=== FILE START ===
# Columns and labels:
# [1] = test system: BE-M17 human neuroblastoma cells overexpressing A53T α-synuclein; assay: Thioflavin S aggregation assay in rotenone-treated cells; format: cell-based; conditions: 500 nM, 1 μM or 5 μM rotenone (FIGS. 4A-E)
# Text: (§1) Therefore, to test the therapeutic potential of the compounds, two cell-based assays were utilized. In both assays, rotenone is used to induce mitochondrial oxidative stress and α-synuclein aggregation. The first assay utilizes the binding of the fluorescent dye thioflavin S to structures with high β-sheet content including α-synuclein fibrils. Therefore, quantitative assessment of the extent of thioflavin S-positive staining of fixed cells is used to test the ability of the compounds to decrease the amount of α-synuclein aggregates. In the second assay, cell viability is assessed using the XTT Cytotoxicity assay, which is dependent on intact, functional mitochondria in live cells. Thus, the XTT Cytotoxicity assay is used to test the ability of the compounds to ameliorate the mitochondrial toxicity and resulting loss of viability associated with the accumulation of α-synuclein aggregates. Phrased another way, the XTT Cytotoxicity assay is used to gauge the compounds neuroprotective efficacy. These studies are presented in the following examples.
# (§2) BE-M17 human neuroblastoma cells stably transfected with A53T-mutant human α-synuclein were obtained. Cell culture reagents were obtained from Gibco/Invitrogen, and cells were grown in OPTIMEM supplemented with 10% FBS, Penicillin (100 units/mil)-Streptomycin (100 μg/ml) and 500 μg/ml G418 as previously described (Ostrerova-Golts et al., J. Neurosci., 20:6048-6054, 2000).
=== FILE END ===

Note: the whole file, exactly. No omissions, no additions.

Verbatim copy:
# Columns and labels:
# [1] = test system: BE-M17 human neuroblastoma cells overexpressing A53T α-synuclein; assay: Thioflavin S aggregation assay in rotenone-treated cells; format: cell-based; conditions: 500 nM, 1 μM or 5 μM rotenone (FIGS. 4A-E)
# Text: (§1) Therefore, to test the therapeutic potential of the compounds, two cell-based assays were utilized. In both assays, rotenone is used to induce mitochondrial oxidative stress and α-synuclein aggregation. The first assay utilizes the binding of the fluorescent dye thioflavin S to structures with high β-sheet content including α-synuclein fibrils. Therefore, quantitative assessment of the extent of thioflavin S-positive staining of fixed cells is used to test the ability of the compounds to decrease the amount of α-synuclein aggregates. In the second assay, cell viability is assessed using the XTT Cytotoxicity assay, which is dependent on intact, functional mitochondria in live cells. Thus, the XTT Cytotoxicity assay is used to test the ability of the compounds to ameliorate the mitochondrial toxicity and resulting loss of viability associated with the accumulation of α-synuclein aggregates. Phrased another way, the XTT Cytotoxicity assay is used to gauge the compounds neuroprotective efficacy. These studies are presented in the following examples.
# (§2) BE-M17 human neuroblastoma cells stably transfected with A53T-mutant human α-synuclein were obtained. Cell culture reagents were obtained from Gibco/Invitrogen, and cells were grown in OPTIMEM supplemented with 10% FBS, Penicillin (100 units/mil)-Streptomycin (100 μg/ml) and 500 μg/ml G418 as previously described (Ostrerova-Golts et al., J. Neurosci., 20:6048-6054, 2000).